December is an important month for Pakistanis because December 25th marks the birthday of the Quaid-i-Azam. Every year this day is celebrated to pay homage to the founder of the world’s only ideologically Muslim state and the architect of the nation, and to ponder on his legacy — the essence of his legacy being an uncompromising adherence to the rule of law, freedom of speech and conscience, social justice and equality for all citizens irrespective of gender, caste or creed.
Of particular significance is the fact that Jinnah was a great advocate of education of women and their participation in all aspects of national life, a domain where he led by example by supporting his sister, Ms. Fatima Jinnah, in seeking higher education and taking his sister along his many tours across the Subcontinent, even to the areas where women were rarely seen in public sphere. This was done to demonstrate that women have just as much of a stake in national life as in family life and they should play their part to the best of their abilities. He believed that women are as essential a part as men of any progress that a nation is to make. In his address to the students of Islamia College for Women, Lahore, on March 25, 1940, he clearly stated this: “You, young ladies are more fortunate than your mothers. You are being emancipated. I don’t mean that you should copy the West. But I do mean that man must be made to understand and made to feel that woman is his equal and that woman is his friend and comrade and they together can build up homes, families and nations.”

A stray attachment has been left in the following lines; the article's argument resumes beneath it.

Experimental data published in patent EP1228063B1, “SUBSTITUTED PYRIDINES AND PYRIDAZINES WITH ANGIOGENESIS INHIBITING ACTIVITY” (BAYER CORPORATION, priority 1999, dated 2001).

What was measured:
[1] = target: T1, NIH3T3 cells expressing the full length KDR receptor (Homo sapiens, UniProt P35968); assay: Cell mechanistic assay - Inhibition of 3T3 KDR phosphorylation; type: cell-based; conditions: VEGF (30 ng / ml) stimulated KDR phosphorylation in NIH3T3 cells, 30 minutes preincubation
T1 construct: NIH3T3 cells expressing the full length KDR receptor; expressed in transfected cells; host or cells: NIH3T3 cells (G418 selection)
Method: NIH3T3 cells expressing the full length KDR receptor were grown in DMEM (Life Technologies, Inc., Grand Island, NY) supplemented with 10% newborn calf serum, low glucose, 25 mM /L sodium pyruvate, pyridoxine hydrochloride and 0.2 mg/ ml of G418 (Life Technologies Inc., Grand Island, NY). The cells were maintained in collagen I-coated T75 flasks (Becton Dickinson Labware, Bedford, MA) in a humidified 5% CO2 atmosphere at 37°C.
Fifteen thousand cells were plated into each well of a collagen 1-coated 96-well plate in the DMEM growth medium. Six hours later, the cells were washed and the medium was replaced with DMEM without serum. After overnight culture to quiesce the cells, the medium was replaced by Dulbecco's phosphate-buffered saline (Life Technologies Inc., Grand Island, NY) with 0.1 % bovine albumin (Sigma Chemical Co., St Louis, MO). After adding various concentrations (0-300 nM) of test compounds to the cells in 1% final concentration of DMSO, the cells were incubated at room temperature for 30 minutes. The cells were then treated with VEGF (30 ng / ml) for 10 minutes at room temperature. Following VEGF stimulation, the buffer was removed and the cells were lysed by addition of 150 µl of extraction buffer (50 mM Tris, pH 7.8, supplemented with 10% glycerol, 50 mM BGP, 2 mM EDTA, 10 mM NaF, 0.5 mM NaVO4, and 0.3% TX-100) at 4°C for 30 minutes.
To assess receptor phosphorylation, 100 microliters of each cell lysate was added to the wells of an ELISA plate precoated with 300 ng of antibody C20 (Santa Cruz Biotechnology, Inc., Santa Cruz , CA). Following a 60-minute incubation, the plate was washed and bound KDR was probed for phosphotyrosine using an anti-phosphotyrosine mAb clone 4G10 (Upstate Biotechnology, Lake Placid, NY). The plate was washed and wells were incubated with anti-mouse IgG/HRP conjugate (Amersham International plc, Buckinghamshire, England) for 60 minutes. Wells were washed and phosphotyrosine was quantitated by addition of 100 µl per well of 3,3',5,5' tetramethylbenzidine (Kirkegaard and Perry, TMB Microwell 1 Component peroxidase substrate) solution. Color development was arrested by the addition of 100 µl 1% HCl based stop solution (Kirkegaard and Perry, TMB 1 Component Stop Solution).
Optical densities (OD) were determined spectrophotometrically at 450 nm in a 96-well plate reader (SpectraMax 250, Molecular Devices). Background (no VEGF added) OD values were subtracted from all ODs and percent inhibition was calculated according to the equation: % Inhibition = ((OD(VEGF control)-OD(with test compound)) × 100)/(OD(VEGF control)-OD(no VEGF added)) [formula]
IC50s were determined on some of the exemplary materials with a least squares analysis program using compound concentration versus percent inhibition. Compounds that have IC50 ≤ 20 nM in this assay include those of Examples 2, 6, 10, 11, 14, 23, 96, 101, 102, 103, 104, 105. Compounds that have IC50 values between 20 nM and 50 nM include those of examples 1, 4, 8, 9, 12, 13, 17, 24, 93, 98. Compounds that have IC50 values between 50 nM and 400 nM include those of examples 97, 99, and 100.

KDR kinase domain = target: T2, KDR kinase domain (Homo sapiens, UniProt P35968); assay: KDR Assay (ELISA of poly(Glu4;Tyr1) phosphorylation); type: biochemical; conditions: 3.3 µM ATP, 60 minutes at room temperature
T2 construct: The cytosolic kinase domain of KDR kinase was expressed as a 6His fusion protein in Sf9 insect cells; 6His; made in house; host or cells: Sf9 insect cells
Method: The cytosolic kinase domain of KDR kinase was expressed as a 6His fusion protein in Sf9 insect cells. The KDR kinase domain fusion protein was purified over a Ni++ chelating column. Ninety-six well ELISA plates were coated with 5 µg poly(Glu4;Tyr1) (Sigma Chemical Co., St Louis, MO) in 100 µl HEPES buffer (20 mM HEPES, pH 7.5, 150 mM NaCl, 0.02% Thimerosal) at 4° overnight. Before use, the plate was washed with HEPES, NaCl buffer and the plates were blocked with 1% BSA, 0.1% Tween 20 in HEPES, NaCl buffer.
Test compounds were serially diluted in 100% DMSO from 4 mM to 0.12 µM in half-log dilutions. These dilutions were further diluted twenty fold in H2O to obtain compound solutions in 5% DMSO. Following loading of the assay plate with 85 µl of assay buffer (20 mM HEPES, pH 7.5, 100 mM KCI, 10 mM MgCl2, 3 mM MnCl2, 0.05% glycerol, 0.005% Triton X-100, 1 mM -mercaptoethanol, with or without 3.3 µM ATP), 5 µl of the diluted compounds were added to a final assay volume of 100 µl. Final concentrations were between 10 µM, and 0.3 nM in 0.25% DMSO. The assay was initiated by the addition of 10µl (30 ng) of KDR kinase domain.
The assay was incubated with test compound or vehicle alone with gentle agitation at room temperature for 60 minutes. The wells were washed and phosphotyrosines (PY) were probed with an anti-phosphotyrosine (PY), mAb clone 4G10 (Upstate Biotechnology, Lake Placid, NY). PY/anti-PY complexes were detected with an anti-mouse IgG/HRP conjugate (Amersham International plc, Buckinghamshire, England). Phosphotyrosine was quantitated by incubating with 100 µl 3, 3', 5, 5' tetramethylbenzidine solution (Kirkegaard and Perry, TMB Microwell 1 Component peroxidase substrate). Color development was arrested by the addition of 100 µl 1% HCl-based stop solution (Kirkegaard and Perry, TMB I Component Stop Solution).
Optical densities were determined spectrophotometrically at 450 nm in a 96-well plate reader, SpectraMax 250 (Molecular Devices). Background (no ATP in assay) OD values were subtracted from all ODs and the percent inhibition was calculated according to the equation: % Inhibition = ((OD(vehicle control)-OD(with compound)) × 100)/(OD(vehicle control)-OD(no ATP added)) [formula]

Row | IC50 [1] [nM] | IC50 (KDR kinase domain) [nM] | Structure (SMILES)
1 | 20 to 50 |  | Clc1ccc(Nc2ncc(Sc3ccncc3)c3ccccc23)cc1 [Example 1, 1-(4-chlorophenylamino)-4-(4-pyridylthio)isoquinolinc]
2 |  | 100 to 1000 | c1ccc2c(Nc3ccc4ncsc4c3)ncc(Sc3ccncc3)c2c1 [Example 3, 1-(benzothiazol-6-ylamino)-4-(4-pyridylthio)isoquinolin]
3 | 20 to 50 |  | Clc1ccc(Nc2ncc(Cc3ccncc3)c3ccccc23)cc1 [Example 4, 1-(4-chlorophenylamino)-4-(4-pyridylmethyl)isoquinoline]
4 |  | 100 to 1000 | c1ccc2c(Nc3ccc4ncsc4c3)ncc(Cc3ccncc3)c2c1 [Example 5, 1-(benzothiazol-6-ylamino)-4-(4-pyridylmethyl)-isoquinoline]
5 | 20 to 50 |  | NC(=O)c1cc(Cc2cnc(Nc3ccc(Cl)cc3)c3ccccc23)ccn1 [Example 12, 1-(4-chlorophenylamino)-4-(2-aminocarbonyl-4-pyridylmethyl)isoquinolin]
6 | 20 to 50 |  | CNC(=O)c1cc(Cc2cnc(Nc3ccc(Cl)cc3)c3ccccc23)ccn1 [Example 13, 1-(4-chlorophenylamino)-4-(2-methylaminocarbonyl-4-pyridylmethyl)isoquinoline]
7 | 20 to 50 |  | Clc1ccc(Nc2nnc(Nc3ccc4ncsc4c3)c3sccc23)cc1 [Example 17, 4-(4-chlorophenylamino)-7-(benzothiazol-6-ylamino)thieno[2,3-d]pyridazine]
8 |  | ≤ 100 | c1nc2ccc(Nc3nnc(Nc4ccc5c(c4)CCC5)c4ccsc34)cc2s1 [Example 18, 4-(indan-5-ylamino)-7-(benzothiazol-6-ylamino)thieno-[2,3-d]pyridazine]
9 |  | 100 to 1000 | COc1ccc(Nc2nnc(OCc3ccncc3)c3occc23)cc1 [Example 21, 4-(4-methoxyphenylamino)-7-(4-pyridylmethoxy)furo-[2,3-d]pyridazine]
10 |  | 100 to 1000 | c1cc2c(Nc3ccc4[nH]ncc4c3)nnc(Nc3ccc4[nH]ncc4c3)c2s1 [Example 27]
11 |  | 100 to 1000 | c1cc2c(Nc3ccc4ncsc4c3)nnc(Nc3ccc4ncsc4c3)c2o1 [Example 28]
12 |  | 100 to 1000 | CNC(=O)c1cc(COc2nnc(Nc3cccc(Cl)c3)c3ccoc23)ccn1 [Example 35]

Another important aspect of his legacy is religious tolerance. He repeatedly asseverated that Islam has taught us ‘equality, justice, and fair play’, and so all citizens of the state are equal irrespective of their beliefs. On August 11, 1947, in a historic reiteration of his political creed, he stated, “You are free to go to your temples; you are free to go to your mosques or any other place of worship in this state of Pakistan. You may belong to any religion or caste or creed — that has nothing to do with the business of the state.”
Quaid-i-Azam envisioned an all-inclusive Pakistan and if we are to take our country to the heights of glory, we need to revisit our conduct as a nation and try to mould it according to the Quaid’s vision. The longer we take to do this, the longer will the journey be for Pakistan to achieve its destiny.
December also marks the end of the year. 2020 began with a lot of hopes for the new decade, however, these were overshadowed with the emergence of the grave challenge of COVID-19, a pandemic that has claimed over 1.4 million lives worldwide. The end of this pandemic is still nowhere in sight, with the second wave sweeping across most of the world. Pakistan is also seeing a rise in cases as it is hit by the second wave. The first wave was effectively contained but with the current wave, there is the additional hurdle of winter season in which people are generally prone to viruses that cause seasonal flu, so it is harder to fight this contagious disease. This calls for extra care and vigilance. Everyone has to act responsibly and be more cautious if we are to limit the damage and enter into 2021 with a clean bill of health and wellbeing. HH
Read 334 times